The best way for the government to create jobs right now would be to raise the minimum wage, in order to stimulate the economy. The government should also be working to create jobs, rather than continuously trying to cut them in existing or new government agencies and programs. Tax cuts for the rich and other efforts that benefit only the wealthy, as well as austerity budgeting, have done nothing to create jobs or improve the economy. It’s time we moved past the outdated neoliberal idea of trick ledown economics. It simply doesn’t work.
I strongly oppose the basing of the experimental F35 bomber jets at Burlington International Airport, in the middle of the most densely populated area of the state. These planes are dangerous, poorly tested, and many times louder than the F16s based there currently. In no way does it make sense to me for these planes to come to South Burlington.
But let’s be clear. I very much support our Air National Guard continuing to have a mission in Vermont. There is a misconception going around that, without the F35s, the Guard would no longer have a mission and the base would close. In fact, the Air Force has never said this and there is every indication that the Guard would simply have a different mission once the F16s begin to be decommissioned in coming decades. Further, the Air Force’s own report indicates there is no real economic gain to the basing or loss of jobs if the planes do not come here.
What the basing could mean for surrounding communities, however, could be devastating. Many more homes, much of it affordable housing, will be in a noise zone deemed essentially uninhabitable by the FAA. Despite what some claim, there is little that can be done to mitigate these sound levels for residents and businesses in the flight path. More homes would likely need to be purchased and razed, certainly in South Burlington, and perhaps even in my own district, all at taxpayer expense. Home values would be affected, yes, but more importantly, many children and families will be affected. It is well documented that these kinds of noise levels can impair cognitive development.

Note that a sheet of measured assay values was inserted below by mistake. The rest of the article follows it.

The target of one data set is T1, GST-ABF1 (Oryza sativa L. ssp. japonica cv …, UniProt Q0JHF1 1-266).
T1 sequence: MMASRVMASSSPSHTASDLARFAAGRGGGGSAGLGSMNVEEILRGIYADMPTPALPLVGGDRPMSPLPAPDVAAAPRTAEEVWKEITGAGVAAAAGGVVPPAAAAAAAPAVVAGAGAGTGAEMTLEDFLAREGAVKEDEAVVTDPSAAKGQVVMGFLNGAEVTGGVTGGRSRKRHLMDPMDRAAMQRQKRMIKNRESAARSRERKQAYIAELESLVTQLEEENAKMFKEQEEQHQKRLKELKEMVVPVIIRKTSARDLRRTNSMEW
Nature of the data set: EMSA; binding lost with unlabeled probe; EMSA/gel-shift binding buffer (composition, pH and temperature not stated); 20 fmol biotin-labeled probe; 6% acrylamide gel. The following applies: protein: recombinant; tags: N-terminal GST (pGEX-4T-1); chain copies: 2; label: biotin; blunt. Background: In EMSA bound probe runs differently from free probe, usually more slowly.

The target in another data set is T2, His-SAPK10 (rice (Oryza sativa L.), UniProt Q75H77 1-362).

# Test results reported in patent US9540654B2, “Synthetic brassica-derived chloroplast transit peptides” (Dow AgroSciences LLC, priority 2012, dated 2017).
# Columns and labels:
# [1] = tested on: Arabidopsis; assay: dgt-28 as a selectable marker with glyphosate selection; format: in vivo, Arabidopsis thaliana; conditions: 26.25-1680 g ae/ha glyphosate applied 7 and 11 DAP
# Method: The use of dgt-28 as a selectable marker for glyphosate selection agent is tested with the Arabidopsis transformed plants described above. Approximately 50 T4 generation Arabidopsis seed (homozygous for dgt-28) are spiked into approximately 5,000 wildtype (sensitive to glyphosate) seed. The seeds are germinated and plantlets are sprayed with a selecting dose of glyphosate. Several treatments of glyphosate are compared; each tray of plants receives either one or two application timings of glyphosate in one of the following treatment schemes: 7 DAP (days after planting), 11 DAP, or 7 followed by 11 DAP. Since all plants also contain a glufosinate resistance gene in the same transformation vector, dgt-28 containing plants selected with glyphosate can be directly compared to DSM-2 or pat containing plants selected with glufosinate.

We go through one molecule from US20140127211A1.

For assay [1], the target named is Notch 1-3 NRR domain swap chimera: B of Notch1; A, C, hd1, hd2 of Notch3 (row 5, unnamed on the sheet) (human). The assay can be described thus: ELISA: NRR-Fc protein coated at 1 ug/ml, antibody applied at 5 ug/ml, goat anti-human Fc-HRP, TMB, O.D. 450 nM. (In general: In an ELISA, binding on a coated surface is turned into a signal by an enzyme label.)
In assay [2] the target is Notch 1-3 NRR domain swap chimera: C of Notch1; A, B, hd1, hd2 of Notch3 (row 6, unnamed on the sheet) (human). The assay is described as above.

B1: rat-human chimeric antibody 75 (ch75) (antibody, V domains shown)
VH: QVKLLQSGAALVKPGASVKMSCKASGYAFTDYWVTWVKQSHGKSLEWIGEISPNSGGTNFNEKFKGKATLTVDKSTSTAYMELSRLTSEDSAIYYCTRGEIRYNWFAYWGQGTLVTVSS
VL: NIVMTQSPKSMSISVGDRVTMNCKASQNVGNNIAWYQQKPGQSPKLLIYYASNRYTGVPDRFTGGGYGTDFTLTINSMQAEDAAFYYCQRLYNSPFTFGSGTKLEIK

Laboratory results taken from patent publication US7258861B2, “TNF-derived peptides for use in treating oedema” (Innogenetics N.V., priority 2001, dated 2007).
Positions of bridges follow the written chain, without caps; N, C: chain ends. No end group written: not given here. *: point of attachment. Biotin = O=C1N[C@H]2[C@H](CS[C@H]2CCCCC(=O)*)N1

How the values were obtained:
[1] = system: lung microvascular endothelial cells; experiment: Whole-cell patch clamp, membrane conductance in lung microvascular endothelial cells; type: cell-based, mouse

One last thing to keep in mind. The development and procurement cost for these bombers is going to be well over 1.5 trillion dollars — about one and a half times the GDP of Australia.
I strongly believe that an excellent public education system is the only way to ensure a truly democratic and inclusive society. It is long past time that the United States should catch up to the rest of the world in ensuring a full education for all our citizens, from Pre-K through college or vocational school. We have made some progress in recent years in Vermont, especially around Pre-K, but we can and should do much better.
To begin, at the very least we should increase funding for our public colleges. Right now our state is near dead last in public support for Higher Education, which means more of the cost burden falls on our students, making our public colleges among the most expensive in the country. This puts college out of reach for many Vermont students.
In many ways our decentralized education system is working well for our students, but we must take a hard look at whether and how it might be reorganized and improved. I do not believe consolidation is the answer to the problem of increasing education costs, but some consolidation or collaboration is going to be necessary to make sure all our students receive a 21st Century education. However, I want to make sure that, unlike often happens in Montpelier, we don’t just do something for the sake of doing something. We must be clear on the specific issues that need to be addressed and make sure any legislative actions actually address those issues.
I also believe we must move away from the education property tax to a progressive income tax system to fund our schools. Act 68, the prebate program, goes a long way to ensuring some fairness in the system, but we can do better. Rep. Chris Pearson’s plan (Available Here) is a good first step in this direction.